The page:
Brother Al on Polanski and "Hollywood" - and just what does "Hollywood" mean to our "cultural warriors"?
Brother Al Mohler, Jr., who as President Southern Baptist Theological Seminary in Louisville KY has a large influence on Southern Baptist theology, uses the Polanski case to bash liberals and "Hollywood" in Morality, Hollywood StyleChristian Post 10/04/09.
Mohler is too slick to slip into crass anti-Semitism. But, as the late blog pioneer Steve Gilliard used to remind us, to many conservative Republican Christians, "Hollywood" and "cultural elite" are among other things, synonyms for "Jews". So when I see big-name rightwingers start bashing groups they identify that way, I try to pay attention to what subtexts may be at work.
And its worth it for Democrats and liberals to actually use their heads on this one.
As I mentioned in my post on the Polanski case last week, I was uncomfortable with how Katha Pollitt formulated her criticism of what she called "the liberal cultural elite" in Roman Polanski Has a Lot of FriendsThe Nation Online 10/01/09: "The widespread support for Polanski shows the liberal cultural elite at its preening, fatuous worst. ... No wonder Middle America hates them." As I said in the earlier post, seeing as how even TV news has morphed into infotainment, I'm not convinced that "Middle America" hates Hollywood stars and directors.
Brother Al quoted those same words (without the ellipsis.) Hey, Brother Al, if you picked that up from my post you could have at least given me an "h/t"! Maybe Brother Al will pick me as the Unknown Liberal to pray for me to see the error of my Democratic ways. But he couldn't even cite her approvingly without identifying her as, "the feminist left-winger supreme". Which in Christian Right circles is pretty much the same as calling her a Satan-worshipping witch.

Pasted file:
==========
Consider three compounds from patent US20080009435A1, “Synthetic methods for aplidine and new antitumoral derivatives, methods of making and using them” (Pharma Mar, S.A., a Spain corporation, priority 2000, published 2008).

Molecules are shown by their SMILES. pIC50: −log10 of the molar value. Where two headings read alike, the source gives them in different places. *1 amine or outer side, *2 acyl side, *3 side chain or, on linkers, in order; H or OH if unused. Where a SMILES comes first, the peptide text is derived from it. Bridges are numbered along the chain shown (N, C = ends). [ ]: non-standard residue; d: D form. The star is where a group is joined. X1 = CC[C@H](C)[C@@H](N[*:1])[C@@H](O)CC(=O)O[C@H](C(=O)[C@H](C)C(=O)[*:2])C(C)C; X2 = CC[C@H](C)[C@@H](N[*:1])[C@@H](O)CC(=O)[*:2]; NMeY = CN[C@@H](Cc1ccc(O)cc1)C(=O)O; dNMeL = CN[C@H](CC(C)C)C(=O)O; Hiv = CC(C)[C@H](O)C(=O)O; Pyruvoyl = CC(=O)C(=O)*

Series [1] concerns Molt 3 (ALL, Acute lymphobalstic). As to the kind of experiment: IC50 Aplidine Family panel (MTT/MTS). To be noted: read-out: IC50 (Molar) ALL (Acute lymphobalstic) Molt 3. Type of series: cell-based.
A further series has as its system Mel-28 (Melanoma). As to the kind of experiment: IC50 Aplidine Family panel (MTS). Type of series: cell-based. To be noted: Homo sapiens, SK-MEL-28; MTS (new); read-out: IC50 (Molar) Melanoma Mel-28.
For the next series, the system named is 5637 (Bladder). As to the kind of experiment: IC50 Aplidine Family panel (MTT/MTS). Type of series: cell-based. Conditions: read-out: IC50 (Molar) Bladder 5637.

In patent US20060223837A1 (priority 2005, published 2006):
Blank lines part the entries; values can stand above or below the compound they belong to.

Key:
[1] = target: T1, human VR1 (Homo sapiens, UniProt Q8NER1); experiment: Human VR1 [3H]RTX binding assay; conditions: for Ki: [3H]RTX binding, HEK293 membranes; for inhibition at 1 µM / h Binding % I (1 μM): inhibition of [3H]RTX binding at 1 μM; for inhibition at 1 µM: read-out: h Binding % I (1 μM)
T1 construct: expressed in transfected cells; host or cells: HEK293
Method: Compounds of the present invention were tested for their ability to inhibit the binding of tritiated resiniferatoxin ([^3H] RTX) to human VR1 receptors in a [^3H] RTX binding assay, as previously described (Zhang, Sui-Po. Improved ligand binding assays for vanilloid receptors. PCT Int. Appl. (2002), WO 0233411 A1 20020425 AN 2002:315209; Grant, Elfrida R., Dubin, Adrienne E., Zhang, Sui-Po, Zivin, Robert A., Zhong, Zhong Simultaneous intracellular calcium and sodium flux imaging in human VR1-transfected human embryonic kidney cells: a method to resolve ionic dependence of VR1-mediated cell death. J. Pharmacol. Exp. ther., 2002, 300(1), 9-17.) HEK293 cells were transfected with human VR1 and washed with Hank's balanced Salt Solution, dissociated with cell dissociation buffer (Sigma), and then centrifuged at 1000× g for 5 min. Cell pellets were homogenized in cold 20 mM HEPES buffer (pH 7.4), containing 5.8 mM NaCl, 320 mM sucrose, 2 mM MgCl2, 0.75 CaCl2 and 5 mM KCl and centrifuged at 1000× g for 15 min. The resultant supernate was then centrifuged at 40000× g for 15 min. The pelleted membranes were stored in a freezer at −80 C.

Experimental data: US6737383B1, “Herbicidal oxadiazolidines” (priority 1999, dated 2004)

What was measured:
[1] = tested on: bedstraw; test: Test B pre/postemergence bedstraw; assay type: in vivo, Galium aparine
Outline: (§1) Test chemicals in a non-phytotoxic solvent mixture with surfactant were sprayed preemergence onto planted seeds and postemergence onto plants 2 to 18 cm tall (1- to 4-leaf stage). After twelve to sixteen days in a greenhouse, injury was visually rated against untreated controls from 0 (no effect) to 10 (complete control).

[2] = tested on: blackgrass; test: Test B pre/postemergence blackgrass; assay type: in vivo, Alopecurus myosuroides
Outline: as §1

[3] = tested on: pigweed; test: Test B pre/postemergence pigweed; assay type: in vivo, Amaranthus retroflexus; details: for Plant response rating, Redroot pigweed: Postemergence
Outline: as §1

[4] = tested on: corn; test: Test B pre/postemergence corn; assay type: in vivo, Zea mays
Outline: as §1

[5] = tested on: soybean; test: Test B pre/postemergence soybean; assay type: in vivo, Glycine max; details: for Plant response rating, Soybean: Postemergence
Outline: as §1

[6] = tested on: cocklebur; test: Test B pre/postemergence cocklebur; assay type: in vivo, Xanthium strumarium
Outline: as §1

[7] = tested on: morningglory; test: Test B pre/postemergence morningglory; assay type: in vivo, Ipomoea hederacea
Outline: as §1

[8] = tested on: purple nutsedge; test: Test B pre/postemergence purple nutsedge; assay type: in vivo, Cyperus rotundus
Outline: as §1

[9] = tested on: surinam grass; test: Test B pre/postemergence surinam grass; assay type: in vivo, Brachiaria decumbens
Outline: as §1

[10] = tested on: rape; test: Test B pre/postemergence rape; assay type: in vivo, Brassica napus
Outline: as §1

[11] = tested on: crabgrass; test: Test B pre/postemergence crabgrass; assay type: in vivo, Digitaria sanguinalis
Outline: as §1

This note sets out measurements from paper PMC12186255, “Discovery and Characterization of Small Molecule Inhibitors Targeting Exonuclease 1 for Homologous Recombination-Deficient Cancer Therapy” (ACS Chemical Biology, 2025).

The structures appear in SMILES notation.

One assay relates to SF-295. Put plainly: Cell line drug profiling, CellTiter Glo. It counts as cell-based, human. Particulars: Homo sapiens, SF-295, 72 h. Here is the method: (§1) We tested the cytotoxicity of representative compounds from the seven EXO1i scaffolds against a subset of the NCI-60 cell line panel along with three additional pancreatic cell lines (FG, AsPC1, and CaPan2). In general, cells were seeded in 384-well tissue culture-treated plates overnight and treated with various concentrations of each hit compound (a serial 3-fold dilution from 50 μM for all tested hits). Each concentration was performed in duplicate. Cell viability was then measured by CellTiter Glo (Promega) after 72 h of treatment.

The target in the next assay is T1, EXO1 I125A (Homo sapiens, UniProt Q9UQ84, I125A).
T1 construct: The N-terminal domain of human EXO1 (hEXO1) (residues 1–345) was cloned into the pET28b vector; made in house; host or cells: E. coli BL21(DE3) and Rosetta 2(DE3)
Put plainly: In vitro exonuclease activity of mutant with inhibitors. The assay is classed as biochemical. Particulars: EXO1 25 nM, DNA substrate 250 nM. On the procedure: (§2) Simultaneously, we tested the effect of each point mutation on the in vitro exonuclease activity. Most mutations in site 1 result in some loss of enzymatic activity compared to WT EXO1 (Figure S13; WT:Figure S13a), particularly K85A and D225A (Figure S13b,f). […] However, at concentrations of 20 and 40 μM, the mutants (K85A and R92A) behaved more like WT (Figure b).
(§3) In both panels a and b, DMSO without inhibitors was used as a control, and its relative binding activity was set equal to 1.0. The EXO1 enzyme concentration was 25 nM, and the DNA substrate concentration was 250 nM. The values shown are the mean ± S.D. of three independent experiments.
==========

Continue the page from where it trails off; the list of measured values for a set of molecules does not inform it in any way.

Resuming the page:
Teachout rattles off the names of a host of filmmakers -- including Woody Allen, Jonathan Demme, Sam Mendes, Mike Nichols and Martin Scorsese -- who signed an international petition that "demands the immediate release of Roman Polanski."
There's only one problem: All of those filmmakers, along with Harvey Weinstein, live far, far away from Hollywood and, with occasional exceptions, make their movies outside of Hollywood as well. If you look up the rest of the names on the best-known petition in circulation, it is filled with the names of foreign filmmakers, writers and actors -- including the likes of Pedro Almodovar, Wong Kar Wai, Alfonso Cuaron, Isabelle Adjani and Salman Rushdie -- who also rarely set foot in Hollywood. If critics like Teachout want to claim that high-brow artists and writers have rushed to Polanski's defense, fair enough. But to say that Hollywood is in his corner, as part of a political argument that Hollywood is a liberal elite woefully ignorant of mainstream values, is just hogwash.
There's no petition going around with the names of the real Hollywood elite -- A-list filmmakers and studio chiefs like Steven Spielberg, Alan Horn, James Cameron, Amy Pascal, Jerry Bruckheimer, Brian Grazer, Tom Rothman, J.J. Abrams, John Lasseter or Michael Bay -- because the real Hollywood elite isn't supporting Polanski. In fact, they haven't offered the slightest hint of backing for Polanski. It's only European and New York-based artists, who clearly see the world in a very different light than the real Hollywood elite.